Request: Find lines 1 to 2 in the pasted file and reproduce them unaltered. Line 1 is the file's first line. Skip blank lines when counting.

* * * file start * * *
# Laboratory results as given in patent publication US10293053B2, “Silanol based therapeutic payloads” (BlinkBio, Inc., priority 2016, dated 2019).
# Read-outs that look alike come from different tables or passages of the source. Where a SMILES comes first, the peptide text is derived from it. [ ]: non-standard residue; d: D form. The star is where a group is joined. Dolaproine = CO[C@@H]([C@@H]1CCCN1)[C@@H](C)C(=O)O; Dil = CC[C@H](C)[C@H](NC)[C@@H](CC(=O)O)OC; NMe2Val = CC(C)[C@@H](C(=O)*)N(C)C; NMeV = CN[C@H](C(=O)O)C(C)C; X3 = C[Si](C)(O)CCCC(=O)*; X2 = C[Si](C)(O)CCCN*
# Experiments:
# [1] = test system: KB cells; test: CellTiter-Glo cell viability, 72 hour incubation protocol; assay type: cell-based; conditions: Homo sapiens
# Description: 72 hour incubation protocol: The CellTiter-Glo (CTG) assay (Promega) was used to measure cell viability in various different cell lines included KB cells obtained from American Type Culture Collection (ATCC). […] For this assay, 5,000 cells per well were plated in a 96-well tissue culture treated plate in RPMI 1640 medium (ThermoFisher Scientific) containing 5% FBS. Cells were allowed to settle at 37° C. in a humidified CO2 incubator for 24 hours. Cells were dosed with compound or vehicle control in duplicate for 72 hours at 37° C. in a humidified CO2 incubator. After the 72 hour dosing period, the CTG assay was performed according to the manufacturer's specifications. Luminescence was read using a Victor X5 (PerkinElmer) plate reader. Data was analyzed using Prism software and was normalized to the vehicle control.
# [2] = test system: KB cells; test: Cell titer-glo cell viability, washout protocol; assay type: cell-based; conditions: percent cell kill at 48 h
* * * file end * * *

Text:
# Laboratory results as given in patent publication US10293053B2, “Silanol based therapeutic payloads” (BlinkBio, Inc., priority 2016, dated 2019).
# Read-outs that look alike come from different tables or passages of the source. Where a SMILES comes first, the peptide text is derived from it. [ ]: non-standard residue; d: D form. The star is where a group is joined. Dolaproine = CO[C@@H]([C@@H]1CCCN1)[C@@H](C)C(=O)O; Dil = CC[C@H](C)[C@H](NC)[C@@H](CC(=O)O)OC; NMe2Val = CC(C)[C@@H](C(=O)*)N(C)C; NMeV = CN[C@H](C(=O)O)C(C)C; X3 = C[Si](C)(O)CCCC(=O)*; X2 = C[Si](C)(O)CCCN*